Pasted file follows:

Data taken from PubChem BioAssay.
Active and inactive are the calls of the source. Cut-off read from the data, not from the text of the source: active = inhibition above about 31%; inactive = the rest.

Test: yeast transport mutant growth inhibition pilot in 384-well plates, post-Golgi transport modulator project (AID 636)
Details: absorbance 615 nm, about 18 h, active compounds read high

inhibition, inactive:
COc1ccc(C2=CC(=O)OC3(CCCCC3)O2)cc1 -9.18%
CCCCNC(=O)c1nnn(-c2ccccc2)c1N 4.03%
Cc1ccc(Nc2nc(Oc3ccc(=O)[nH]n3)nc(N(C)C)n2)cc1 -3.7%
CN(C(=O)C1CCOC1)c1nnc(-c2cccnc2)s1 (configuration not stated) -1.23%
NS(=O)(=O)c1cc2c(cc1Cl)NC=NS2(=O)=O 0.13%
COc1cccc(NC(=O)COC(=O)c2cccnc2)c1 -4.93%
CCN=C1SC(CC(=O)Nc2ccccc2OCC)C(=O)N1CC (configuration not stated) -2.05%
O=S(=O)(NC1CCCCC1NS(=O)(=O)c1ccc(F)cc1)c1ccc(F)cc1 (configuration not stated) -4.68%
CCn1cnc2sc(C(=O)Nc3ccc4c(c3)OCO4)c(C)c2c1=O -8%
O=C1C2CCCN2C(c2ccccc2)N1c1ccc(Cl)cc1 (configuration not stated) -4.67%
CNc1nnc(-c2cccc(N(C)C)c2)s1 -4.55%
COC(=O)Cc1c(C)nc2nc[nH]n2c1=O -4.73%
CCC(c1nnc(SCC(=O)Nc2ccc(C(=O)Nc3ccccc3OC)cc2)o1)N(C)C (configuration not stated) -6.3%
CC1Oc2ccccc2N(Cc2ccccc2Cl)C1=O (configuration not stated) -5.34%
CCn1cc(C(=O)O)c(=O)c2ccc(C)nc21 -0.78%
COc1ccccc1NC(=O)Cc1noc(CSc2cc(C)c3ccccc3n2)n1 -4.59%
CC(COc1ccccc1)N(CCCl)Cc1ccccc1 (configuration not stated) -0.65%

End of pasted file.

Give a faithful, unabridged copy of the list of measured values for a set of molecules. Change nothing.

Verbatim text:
Data taken from PubChem BioAssay.
Active and inactive are the calls of the source. Cut-off read from the data, not from the text of the source: active = inhibition above about 31%; inactive = the rest.

Test: yeast transport mutant growth inhibition pilot in 384-well plates, post-Golgi transport modulator project (AID 636)
Details: absorbance 615 nm, about 18 h, active compounds read high

inhibition, inactive:
COc1ccc(C2=CC(=O)OC3(CCCCC3)O2)cc1 -9.18%
CCCCNC(=O)c1nnn(-c2ccccc2)c1N 4.03%
Cc1ccc(Nc2nc(Oc3ccc(=O)[nH]n3)nc(N(C)C)n2)cc1 -3.7%
CN(C(=O)C1CCOC1)c1nnc(-c2cccnc2)s1 (configuration not stated) -1.23%
NS(=O)(=O)c1cc2c(cc1Cl)NC=NS2(=O)=O 0.13%
COc1cccc(NC(=O)COC(=O)c2cccnc2)c1 -4.93%
CCN=C1SC(CC(=O)Nc2ccccc2OCC)C(=O)N1CC (configuration not stated) -2.05%
O=S(=O)(NC1CCCCC1NS(=O)(=O)c1ccc(F)cc1)c1ccc(F)cc1 (configuration not stated) -4.68%
CCn1cnc2sc(C(=O)Nc3ccc4c(c3)OCO4)c(C)c2c1=O -8%
O=C1C2CCCN2C(c2ccccc2)N1c1ccc(Cl)cc1 (configuration not stated) -4.67%
CNc1nnc(-c2cccc(N(C)C)c2)s1 -4.55%
COC(=O)Cc1c(C)nc2nc[nH]n2c1=O -4.73%
CCC(c1nnc(SCC(=O)Nc2ccc(C(=O)Nc3ccccc3OC)cc2)o1)N(C)C (configuration not stated) -6.3%
CC1Oc2ccccc2N(Cc2ccccc2Cl)C1=O (configuration not stated) -5.34%
CCn1cc(C(=O)O)c(=O)c2ccc(C)nc21 -0.78%
COc1ccccc1NC(=O)Cc1noc(CSc2cc(C)c3ccccc3n2)n1 -4.59%
CC(COc1ccccc1)N(CCCl)Cc1ccccc1 (configuration not stated) -0.65%